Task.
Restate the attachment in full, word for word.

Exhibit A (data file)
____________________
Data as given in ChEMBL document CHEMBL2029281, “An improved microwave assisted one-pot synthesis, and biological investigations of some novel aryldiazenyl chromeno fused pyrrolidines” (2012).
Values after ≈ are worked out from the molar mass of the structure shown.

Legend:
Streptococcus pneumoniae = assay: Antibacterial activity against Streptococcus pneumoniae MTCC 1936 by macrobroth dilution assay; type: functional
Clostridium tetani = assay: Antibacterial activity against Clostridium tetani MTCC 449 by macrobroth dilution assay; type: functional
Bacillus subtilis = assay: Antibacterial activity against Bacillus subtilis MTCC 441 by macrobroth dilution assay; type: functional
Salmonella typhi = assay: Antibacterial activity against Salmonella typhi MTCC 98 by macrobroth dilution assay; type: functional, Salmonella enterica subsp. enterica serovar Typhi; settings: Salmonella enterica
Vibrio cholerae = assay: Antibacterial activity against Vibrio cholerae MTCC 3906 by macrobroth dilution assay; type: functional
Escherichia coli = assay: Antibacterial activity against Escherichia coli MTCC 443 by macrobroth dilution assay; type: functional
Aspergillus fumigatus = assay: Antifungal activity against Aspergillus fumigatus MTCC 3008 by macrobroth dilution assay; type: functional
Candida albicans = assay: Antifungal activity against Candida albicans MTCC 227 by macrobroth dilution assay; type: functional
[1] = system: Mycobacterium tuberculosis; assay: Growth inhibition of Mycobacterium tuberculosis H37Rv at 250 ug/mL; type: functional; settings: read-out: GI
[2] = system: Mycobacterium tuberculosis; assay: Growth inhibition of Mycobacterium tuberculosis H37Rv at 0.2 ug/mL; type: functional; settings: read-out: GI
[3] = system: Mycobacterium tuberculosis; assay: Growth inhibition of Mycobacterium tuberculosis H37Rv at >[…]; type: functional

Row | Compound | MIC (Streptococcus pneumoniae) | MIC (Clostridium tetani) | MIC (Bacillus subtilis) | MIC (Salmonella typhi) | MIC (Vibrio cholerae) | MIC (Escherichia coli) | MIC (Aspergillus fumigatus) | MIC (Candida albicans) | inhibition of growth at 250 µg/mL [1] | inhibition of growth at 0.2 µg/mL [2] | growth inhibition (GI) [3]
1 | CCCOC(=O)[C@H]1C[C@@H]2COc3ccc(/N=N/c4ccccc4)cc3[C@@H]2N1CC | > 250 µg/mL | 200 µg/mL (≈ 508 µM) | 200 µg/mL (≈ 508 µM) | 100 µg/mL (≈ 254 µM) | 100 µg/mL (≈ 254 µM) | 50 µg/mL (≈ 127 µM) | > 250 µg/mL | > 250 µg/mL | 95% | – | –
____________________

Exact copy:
Data as given in ChEMBL document CHEMBL2029281, “An improved microwave assisted one-pot synthesis, and biological investigations of some novel aryldiazenyl chromeno fused pyrrolidines” (2012).
Values after ≈ are worked out from the molar mass of the structure shown.

Legend:
Streptococcus pneumoniae = assay: Antibacterial activity against Streptococcus pneumoniae MTCC 1936 by macrobroth dilution assay; type: functional
Clostridium tetani = assay: Antibacterial activity against Clostridium tetani MTCC 449 by macrobroth dilution assay; type: functional
Bacillus subtilis = assay: Antibacterial activity against Bacillus subtilis MTCC 441 by macrobroth dilution assay; type: functional
Salmonella typhi = assay: Antibacterial activity against Salmonella typhi MTCC 98 by macrobroth dilution assay; type: functional, Salmonella enterica subsp. enterica serovar Typhi; settings: Salmonella enterica
Vibrio cholerae = assay: Antibacterial activity against Vibrio cholerae MTCC 3906 by macrobroth dilution assay; type: functional
Escherichia coli = assay: Antibacterial activity against Escherichia coli MTCC 443 by macrobroth dilution assay; type: functional
Aspergillus fumigatus = assay: Antifungal activity against Aspergillus fumigatus MTCC 3008 by macrobroth dilution assay; type: functional
Candida albicans = assay: Antifungal activity against Candida albicans MTCC 227 by macrobroth dilution assay; type: functional
[1] = system: Mycobacterium tuberculosis; assay: Growth inhibition of Mycobacterium tuberculosis H37Rv at 250 ug/mL; type: functional; settings: read-out: GI
[2] = system: Mycobacterium tuberculosis; assay: Growth inhibition of Mycobacterium tuberculosis H37Rv at 0.2 ug/mL; type: functional; settings: read-out: GI
[3] = system: Mycobacterium tuberculosis; assay: Growth inhibition of Mycobacterium tuberculosis H37Rv at >[…]; type: functional

Row | Compound | MIC (Streptococcus pneumoniae) | MIC (Clostridium tetani) | MIC (Bacillus subtilis) | MIC (Salmonella typhi) | MIC (Vibrio cholerae) | MIC (Escherichia coli) | MIC (Aspergillus fumigatus) | MIC (Candida albicans) | inhibition of growth at 250 µg/mL [1] | inhibition of growth at 0.2 µg/mL [2] | growth inhibition (GI) [3]
1 | CCCOC(=O)[C@H]1C[C@@H]2COc3ccc(/N=N/c4ccccc4)cc3[C@@H]2N1CC | > 250 µg/mL | 200 µg/mL (≈ 508 µM) | 200 µg/mL (≈ 508 µM) | 100 µg/mL (≈ 254 µM) | 100 µg/mL (≈ 254 µM) | 50 µg/mL (≈ 127 µM) | > 250 µg/mL | > 250 µg/mL | 95% | – | –